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I wrote two functions push and pull to copy files to and from a directory ($FILE_EXCHANGE_DIR). I want bash to autocomplete names from that directory when I use the pull function. I want the autocompletion to only take names from the said directory. In the current form, my autocompletion also finds names of the files in the current directory, regardless of whether there was a match in the source dir ($FILE_EXCHANGE_DIR) or not.

Here are two versions of the function I passed to complete. Neither of them worked.

_pull () {
    local cmd="${1##*/}";
    local word=${COMP_WORDS[COMP_CWORD]};
    local line=${COMP_LINE};
    filelist=( $(ls ${FILE_EXCHANGE_DIR} ) )

    local TEMP_COMPREPLY=( $(compgen -W "${filelist[@]}" -- ${word} ) )

    COMPREPLY=( "${TEMP_COMPREPLY[@]}" )
    return 0;
}

_pull () 
{
    local word=${COMP_WORDS[COMP_CWORD]};
    local line=${COMP_LINE};
    local pat="$FILE_EXCHANGE_DIR/*"

    COMPREPLY=($(compgen -f -G "$pat" -- "$FILE_EXCHANGE_DIR/${word}"));

    i=0
    for item in "${COMPREPLY[@]}"; do
        COMPREPLY[$i]="${item##*/}"
        i+=1
    done;
    return 0;
}

In the end, I do

complete -f -F _pull pull

Is there a good way of completing names only from one directory (that is not the current one) and not from current? Even in the case when there was no match in the source (which should default to readline default completion?

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marked as duplicate by Anthon, slm, jasonwryan, Gilles, terdon Jan 13 at 0:59

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1 Answer

up vote 3 down vote accepted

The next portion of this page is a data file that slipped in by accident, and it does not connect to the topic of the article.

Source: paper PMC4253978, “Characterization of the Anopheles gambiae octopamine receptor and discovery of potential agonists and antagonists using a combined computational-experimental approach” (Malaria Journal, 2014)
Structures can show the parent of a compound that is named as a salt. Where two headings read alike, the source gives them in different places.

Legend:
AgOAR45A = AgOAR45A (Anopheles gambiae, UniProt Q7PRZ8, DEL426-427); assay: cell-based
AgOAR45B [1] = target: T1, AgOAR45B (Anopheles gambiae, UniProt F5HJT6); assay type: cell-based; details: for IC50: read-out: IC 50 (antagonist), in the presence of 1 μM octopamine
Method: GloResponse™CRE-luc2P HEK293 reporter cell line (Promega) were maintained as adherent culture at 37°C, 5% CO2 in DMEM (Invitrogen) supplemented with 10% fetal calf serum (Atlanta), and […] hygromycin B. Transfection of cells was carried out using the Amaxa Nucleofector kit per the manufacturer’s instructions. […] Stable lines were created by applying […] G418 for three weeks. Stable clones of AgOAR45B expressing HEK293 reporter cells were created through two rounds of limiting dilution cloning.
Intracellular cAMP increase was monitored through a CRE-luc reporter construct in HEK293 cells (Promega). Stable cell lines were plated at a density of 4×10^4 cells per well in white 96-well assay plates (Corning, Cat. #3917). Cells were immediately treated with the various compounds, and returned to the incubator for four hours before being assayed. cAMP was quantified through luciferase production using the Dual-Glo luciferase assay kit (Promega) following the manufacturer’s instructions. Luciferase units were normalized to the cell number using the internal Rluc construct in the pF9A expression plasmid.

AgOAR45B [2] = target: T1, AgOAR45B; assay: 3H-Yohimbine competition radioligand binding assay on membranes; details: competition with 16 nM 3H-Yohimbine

If I understand correctly, this should be what you're looking for:

_pull () {
    # Set
    IFS=$'\n' tmp=( $(compgen -W "$(ls "$FILE_EXCHANGE_DIR")" -- "${COMP_WORDS[$COMP_CWORD]}" ))
    COMPREPLY=( "${tmp[@]// /\ }" )
}
complete -o default -F _pull pull

It even escapes spaces in file names.

Note that -o default completes with readline's default, but that doesn't seem to actually be anything unless you set it explicitly somewhere (.initrc?). If you want file names, use -o filenames or stick with -f.

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More or less. You need to include the -1 option to ls so that the newline works as a separator. In this form, there is still completion from the current directory if there is a match (say, I type a<tab><tab> and it completes the names from the directory I want but also from the current dir if there are files that match the pattern) and it does the same thing that my previous version did (although this is a briefer version). Is there any way to switch that off or do I just have to live with it? –  Wojtek Rzepala Mar 17 '12 at 14:08
    
@WojtekRzepala You don't need -1, it's automatic when it's not writing straight to the screen. And I swear it was working properly on my work machine, but it's not at home, I'm looking into it. –  Kevin Mar 17 '12 at 15:56
    
Never mind about it not working at home, retyped it wrong. It's working fine for me. I put "in_right" in the correct directory, "in_wrong" in my current directory, and when I type "in<tab>", it completes "in_right"; when I remove "in_right" it completes "in_wrong". Double check you sourced the function and set the completion properly. Otherwise, what system and bash version are you using? –  Kevin Mar 17 '12 at 16:07
    
turns out my main problem was sticking in the -f option everywhere. That one completed filenames from the current directory as well, which wasn't clear from the manuals and which I didn't want. –  Wojtek Rzepala Mar 19 '12 at 20:45
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